Voice Over IP (VOIP) can be great. All the features you ever wanted and needed…Inexpensive..Portable…Crystal Clear Voice Quality… It CAN be great.
There are many cases where VOIP though can be terrible – Dropped calls, you can only hear about every other word, the other party can only hear your every other word, calls not going through… It CAN be terrible.
If your VOIP service is on the terrible side – First – Let’s explore what’s the CAUSE of the problem. The two major reasons for bad VOIP are – 1 – A Poor VOIP provider (yes, some are better than others) or 2 – a Poor Internet Service Provider (ISP) connection.
Here’s a simple test that I like to do in Windows that can generally tell me if your ISP/Internet connection is the problem:
We’re going to “Ping” Google (Why Google? – because Google servers are everywhere and I know if you get poor test results it is not Google’s problem). A ‘ping’ is basically your computer sending a ‘packet’ (a small bit) of data out and giving you info about the response. What we’re specifically looking for here is the response ‘time’. A ‘ping’ response will be in milliseconds (ms) and on a good connection, SHOULD be under 100ms (typically will be around 25-50). This means the ‘other’ computer should respond in less than 1/10 second. Here’s how to do the test:
Bring up a command prompt (Start – All Programs – Accessories – Command Prompt). This will bring up a DOS type box where you will type in: ping google.com -t
You should see something like the above. You should monitor this (or just let it run – it will continuously run until you tell it to stop or close the window) for at least a few minutes. I usually let it run for about 10-20 minutes unless I see problems sooner. You can ‘stop’ the test by pressing the ‘Ctrl’ and ‘c’ keys on your keyboard at the same time.
Keep your eye on the ‘time’ column. Typically, if the problem is your ISP, you will see LARGE numbers here. You may see several in the 30s, then it will jump up to 400, then back down to the 30s again, then maybe up to 800ms. That basically means that it is taking .8 seconds for your computer to get a response. In VOIP terms, with an 800ms ‘time’, your ‘voice’ (sent in data packets to your VOIP provider) will take .8 seconds or longer to reach the other party – which is WAY too long (and will typically result in the ‘drop outs’ you are hearing). You may also experience a “request timed out”. This means the response took too long and it’s moving on. If you stop the test after several minutes (with the Ctrl+c), it will give you a summary at the bottom. Your ‘maximum’ should hopefully be close to your average and your ‘Lost’ percentage should be 0% or 1%. The ‘occasional’ slightly higher (maybe 125ms) ‘time’ would not bother me, but if you are having consistent (more than one per minute) high numbers or a higher than 1% Loss, your network/ISP is the problem here.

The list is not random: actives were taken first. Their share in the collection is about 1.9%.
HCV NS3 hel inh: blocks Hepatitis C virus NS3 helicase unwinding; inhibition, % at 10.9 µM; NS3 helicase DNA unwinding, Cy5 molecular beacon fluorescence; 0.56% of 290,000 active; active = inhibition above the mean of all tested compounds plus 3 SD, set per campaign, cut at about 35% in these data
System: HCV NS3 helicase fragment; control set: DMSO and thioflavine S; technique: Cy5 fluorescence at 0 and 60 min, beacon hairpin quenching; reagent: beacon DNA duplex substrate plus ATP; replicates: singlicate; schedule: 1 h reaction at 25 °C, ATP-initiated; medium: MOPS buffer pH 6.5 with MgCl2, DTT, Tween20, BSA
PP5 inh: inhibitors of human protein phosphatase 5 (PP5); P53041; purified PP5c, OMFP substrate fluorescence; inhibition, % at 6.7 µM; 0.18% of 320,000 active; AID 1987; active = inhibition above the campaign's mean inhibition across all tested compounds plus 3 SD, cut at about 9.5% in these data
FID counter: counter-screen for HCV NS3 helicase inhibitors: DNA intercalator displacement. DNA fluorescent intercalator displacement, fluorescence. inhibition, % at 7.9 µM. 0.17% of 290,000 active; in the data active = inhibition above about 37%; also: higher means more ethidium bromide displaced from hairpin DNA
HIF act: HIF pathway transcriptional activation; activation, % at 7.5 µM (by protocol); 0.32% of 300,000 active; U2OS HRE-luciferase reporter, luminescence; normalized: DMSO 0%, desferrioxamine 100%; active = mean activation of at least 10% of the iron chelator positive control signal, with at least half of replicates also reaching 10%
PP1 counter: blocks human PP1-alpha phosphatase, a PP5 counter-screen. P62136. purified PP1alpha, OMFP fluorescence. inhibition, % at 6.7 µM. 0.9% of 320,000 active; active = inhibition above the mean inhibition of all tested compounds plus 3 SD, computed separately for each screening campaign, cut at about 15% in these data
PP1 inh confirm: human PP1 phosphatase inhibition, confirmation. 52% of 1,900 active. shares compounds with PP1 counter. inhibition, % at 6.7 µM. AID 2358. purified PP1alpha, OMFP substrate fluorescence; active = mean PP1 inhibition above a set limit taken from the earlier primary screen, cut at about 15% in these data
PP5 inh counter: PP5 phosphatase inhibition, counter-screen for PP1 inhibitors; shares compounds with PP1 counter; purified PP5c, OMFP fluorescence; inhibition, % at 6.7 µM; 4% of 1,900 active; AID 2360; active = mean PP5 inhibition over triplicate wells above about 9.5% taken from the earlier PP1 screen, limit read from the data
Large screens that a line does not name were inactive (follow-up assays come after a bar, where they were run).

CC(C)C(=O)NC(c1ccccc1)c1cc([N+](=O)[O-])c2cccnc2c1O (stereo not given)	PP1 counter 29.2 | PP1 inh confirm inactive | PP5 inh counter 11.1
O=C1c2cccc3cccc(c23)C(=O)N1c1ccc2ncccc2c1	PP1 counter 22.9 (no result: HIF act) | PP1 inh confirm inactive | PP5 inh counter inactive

If this is you, the next thing to do would be to connect your computer (if not already) DIRECTLY to your ISP’s modem, unplug everything else from it and do the test again. Doing this will rule out any other hardware on your network causing problems (also make sure your computer is not running anything else while doing this test). If the high response times go away, then something on your network is causing the problem. If the problem remains, it’s time to call your ISP!
If you are having problems only when connected to your network (vs being the only connection directly to the modem), there are many things that can cause this. (sorry, here’s where it gets a bit technical) You may want to find out if your Router supports (QoS – Quality of Service). This is a feature where you can tell your router to prioritize one type of data (your voice) on your network vs other types of data – like checking your email.
If you think the problem is with your VOIP provider/equipment, you may want to take the equipment (as long as your ISP is not your VOIP provider also) to another Internet connection and try it there. If your VOIP connection works poorly on multiple Internet connections, than the problem is likely with the VOIP provider.
Many inexperienced ‘computer people’ look at your Internet BANDWIDTH and think that is the problem. They may tell you that your 10mbps connection needs to be increased. I find that this is almost never the real cause. One VOIP connection typically takes LESS than 1/10 of 1 mbps (mega-bit per second). So even if you just have a 2mbps Internet speed (remember, we have to look at your Download and Upload speed here), your VOIP call will be taking up less than 5% of your bandwidth. So increasing your ISP bill to move it from 5% usage to 3% usage is not going to fix the problem (in most cases)!
If you need some help troubleshooting your VOIP connection, we have a lot of experience with this at Discount Computer Service. Give us a call if we can help! 410-358-7300.